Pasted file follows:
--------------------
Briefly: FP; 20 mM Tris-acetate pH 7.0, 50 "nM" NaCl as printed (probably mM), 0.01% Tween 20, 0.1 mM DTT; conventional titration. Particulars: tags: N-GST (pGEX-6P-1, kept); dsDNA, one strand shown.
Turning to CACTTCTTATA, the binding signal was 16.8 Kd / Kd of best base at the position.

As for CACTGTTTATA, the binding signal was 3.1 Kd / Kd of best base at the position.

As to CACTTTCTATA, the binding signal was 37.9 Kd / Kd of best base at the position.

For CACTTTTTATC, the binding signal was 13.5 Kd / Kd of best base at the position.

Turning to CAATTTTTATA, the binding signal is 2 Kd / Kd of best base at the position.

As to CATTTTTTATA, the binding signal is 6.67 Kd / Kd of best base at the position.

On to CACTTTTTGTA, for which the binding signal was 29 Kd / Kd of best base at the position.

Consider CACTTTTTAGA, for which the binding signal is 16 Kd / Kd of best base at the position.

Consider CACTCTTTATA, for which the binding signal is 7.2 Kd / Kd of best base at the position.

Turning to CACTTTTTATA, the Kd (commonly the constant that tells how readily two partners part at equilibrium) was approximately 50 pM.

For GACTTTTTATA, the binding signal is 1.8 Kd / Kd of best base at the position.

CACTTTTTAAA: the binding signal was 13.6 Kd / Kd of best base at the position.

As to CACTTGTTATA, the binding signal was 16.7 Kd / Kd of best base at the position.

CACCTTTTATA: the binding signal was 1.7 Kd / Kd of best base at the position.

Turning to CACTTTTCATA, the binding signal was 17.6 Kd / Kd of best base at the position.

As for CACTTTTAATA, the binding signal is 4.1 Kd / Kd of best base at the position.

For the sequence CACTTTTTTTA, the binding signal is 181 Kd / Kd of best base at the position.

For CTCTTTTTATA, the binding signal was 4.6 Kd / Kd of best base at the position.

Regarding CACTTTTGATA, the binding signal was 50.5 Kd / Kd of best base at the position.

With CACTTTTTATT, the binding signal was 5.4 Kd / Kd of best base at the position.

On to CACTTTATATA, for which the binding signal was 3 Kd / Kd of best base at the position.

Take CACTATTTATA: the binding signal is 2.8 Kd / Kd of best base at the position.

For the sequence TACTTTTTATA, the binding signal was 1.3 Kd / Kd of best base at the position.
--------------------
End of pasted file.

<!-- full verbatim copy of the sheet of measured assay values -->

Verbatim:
Briefly: FP; 20 mM Tris-acetate pH 7.0, 50 "nM" NaCl as printed (probably mM), 0.01% Tween 20, 0.1 mM DTT; conventional titration. Particulars: tags: N-GST (pGEX-6P-1, kept); dsDNA, one strand shown.
Turning to CACTTCTTATA, the binding signal was 16.8 Kd / Kd of best base at the position.

As for CACTGTTTATA, the binding signal was 3.1 Kd / Kd of best base at the position.

As to CACTTTCTATA, the binding signal was 37.9 Kd / Kd of best base at the position.

For CACTTTTTATC, the binding signal was 13.5 Kd / Kd of best base at the position.

Turning to CAATTTTTATA, the binding signal is 2 Kd / Kd of best base at the position.

As to CATTTTTTATA, the binding signal is 6.67 Kd / Kd of best base at the position.

On to CACTTTTTGTA, for which the binding signal was 29 Kd / Kd of best base at the position.

Consider CACTTTTTAGA, for which the binding signal is 16 Kd / Kd of best base at the position.

Consider CACTCTTTATA, for which the binding signal is 7.2 Kd / Kd of best base at the position.

Turning to CACTTTTTATA, the Kd (commonly the constant that tells how readily two partners part at equilibrium) was approximately 50 pM.

For GACTTTTTATA, the binding signal is 1.8 Kd / Kd of best base at the position.

CACTTTTTAAA: the binding signal was 13.6 Kd / Kd of best base at the position.

As to CACTTGTTATA, the binding signal was 16.7 Kd / Kd of best base at the position.

CACCTTTTATA: the binding signal was 1.7 Kd / Kd of best base at the position.

Turning to CACTTTTCATA, the binding signal was 17.6 Kd / Kd of best base at the position.

As for CACTTTTAATA, the binding signal is 4.1 Kd / Kd of best base at the position.

For the sequence CACTTTTTTTA, the binding signal is 181 Kd / Kd of best base at the position.

For CTCTTTTTATA, the binding signal was 4.6 Kd / Kd of best base at the position.

Regarding CACTTTTGATA, the binding signal was 50.5 Kd / Kd of best base at the position.

With CACTTTTTATT, the binding signal was 5.4 Kd / Kd of best base at the position.

On to CACTTTATATA, for which the binding signal was 3 Kd / Kd of best base at the position.

Take CACTATTTATA: the binding signal is 2.8 Kd / Kd of best base at the position.

For the sequence TACTTTTTATA, the binding signal was 1.3 Kd / Kd of best base at the position.